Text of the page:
28.1.12 | By: Megan Langham

Beautiful People - Rhoyna verch Griffri

...and just like that, Beautiful People is back. I've missed it tremendously, though each round I have a time of it trying to decide who to tell you about. Before I did the special (and absurdly long) interview with Mairead, I was going through my more minor but still important characters from Volunteer Mission. So far I've covered Rhys, Glynnis, and Lord Iorweth: but there are still several other people who play understated yet immense roles in the plot of Evan's story, and one of them is his little sister.

Her name is Rhoyna Griffri's daughter, and she is fifteen years old.

1. If her house burned down and she was left with nothing but the clothes on her back, what would she do? Where would she go? She would break down for approximately ten minutes, after which she would pick herself up, dry her eyes, and find a friend to take her in. As she has managed to inspire friendship in nearly everyone she has ever met, this course would present few difficulties.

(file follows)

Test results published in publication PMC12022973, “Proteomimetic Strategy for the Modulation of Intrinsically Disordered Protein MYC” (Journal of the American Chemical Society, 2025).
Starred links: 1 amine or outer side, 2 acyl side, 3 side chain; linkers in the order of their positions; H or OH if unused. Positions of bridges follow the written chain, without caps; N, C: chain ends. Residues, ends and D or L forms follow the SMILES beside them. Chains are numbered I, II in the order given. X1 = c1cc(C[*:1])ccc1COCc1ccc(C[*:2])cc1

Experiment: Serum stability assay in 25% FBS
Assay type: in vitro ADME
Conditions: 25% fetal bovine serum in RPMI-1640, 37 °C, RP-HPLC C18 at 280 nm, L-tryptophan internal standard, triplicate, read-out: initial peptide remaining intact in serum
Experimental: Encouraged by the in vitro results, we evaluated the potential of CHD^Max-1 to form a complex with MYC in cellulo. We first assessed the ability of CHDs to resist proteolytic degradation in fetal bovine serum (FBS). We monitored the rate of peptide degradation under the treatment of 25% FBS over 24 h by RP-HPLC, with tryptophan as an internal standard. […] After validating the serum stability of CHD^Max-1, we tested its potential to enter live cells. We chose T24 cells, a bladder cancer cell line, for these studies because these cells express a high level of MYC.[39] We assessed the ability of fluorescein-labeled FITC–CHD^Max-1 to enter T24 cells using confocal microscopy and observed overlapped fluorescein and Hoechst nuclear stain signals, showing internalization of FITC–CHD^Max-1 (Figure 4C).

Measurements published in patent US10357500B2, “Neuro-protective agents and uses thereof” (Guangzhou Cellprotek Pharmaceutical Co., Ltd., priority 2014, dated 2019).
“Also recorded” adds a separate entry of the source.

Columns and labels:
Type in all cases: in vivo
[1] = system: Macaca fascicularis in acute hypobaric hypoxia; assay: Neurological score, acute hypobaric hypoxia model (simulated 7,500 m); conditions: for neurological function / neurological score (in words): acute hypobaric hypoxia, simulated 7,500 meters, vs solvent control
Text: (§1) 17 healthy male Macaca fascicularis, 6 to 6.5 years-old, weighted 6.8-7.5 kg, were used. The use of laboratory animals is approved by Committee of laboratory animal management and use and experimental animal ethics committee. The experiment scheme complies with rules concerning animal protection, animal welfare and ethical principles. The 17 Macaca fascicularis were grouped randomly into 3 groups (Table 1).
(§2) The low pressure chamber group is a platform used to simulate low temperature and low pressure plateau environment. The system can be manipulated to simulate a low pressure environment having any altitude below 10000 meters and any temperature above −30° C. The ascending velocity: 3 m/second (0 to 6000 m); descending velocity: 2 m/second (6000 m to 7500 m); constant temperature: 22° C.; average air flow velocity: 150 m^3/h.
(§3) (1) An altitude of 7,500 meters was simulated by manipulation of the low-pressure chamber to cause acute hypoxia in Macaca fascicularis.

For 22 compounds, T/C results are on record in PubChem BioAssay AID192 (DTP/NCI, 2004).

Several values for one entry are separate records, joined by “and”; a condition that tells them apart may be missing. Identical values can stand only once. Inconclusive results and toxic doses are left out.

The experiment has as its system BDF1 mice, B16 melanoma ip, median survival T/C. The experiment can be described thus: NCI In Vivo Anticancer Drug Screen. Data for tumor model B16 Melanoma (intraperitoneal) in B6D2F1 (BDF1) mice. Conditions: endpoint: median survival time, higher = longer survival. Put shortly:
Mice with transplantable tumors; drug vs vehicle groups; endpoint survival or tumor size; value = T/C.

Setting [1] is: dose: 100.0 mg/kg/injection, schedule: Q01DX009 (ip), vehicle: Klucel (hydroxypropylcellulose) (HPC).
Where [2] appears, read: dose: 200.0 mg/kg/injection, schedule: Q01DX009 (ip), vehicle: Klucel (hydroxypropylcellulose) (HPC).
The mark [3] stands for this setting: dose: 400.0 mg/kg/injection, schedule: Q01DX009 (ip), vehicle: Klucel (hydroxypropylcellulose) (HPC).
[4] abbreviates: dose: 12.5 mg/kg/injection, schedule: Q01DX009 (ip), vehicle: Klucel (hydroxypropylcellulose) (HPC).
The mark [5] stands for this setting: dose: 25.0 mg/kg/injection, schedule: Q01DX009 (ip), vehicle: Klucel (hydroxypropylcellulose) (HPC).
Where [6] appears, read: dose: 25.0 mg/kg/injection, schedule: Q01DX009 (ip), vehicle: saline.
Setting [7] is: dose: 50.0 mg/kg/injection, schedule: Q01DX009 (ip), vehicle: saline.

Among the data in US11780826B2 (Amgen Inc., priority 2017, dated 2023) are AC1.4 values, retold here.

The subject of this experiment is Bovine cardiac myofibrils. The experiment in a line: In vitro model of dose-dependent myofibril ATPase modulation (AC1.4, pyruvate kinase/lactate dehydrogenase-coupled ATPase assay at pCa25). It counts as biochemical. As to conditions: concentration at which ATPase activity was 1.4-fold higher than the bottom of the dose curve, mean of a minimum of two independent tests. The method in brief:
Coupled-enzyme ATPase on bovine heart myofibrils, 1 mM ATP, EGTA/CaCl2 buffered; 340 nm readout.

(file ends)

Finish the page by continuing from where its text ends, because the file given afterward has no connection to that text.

2. Is she happy with where she is in life, or would she like to move on? It is not in Rhoyna's nature to be sad often or for very long. The war with England tires her, but that is a circumstance beyond her control. Though she often thinks that she would prefer fighting alongside Evan to waiting uselessly at home, she won't allow that remembrance to dampen her spirit's sunshine. When she is not particularly missing her brother, she is content enough with her life.

3. Is she well-paid? She does no work to be paid for. Her family, however, sees to it that she does not want for anything.

4. Can she read? If put to it, she could pick out a poem with some difficulty. She's never been properly taught (not having seen a compelling reason to learn) but, being clever, she has learned a great deal from watching Evan when he reads.